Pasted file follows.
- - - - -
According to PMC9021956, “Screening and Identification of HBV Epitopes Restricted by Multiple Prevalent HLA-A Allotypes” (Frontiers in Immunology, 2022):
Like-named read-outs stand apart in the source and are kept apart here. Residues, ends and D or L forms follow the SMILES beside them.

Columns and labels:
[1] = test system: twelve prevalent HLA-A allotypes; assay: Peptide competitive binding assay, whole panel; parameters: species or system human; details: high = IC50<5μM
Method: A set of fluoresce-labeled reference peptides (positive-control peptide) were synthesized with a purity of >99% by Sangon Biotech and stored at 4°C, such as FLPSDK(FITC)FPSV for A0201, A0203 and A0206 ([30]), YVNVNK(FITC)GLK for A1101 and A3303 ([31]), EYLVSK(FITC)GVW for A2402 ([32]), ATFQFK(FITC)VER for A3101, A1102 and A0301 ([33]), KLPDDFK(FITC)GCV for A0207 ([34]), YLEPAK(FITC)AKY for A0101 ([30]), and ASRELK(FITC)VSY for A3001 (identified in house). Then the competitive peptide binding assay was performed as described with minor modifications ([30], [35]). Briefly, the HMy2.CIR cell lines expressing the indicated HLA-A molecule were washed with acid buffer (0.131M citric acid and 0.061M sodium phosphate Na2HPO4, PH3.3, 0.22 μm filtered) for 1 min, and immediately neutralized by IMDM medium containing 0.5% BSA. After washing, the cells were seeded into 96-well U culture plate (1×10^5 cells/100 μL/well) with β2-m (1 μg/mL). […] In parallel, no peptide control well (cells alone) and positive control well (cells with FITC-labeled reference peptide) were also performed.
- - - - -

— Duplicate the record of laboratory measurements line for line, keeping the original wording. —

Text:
According to PMC9021956, “Screening and Identification of HBV Epitopes Restricted by Multiple Prevalent HLA-A Allotypes” (Frontiers in Immunology, 2022):
Like-named read-outs stand apart in the source and are kept apart here. Residues, ends and D or L forms follow the SMILES beside them.

Columns and labels:
[1] = test system: twelve prevalent HLA-A allotypes; assay: Peptide competitive binding assay, whole panel; parameters: species or system human; details: high = IC50<5μM
Method: A set of fluoresce-labeled reference peptides (positive-control peptide) were synthesized with a purity of >99% by Sangon Biotech and stored at 4°C, such as FLPSDK(FITC)FPSV for A0201, A0203 and A0206 ([30]), YVNVNK(FITC)GLK for A1101 and A3303 ([31]), EYLVSK(FITC)GVW for A2402 ([32]), ATFQFK(FITC)VER for A3101, A1102 and A0301 ([33]), KLPDDFK(FITC)GCV for A0207 ([34]), YLEPAK(FITC)AKY for A0101 ([30]), and ASRELK(FITC)VSY for A3001 (identified in house). Then the competitive peptide binding assay was performed as described with minor modifications ([30], [35]). Briefly, the HMy2.CIR cell lines expressing the indicated HLA-A molecule were washed with acid buffer (0.131M citric acid and 0.061M sodium phosphate Na2HPO4, PH3.3, 0.22 μm filtered) for 1 min, and immediately neutralized by IMDM medium containing 0.5% BSA. After washing, the cells were seeded into 96-well U culture plate (1×10^5 cells/100 μL/well) with β2-m (1 μg/mL). […] In parallel, no peptide control well (cells alone) and positive control well (cells with FITC-labeled reference peptide) were also performed.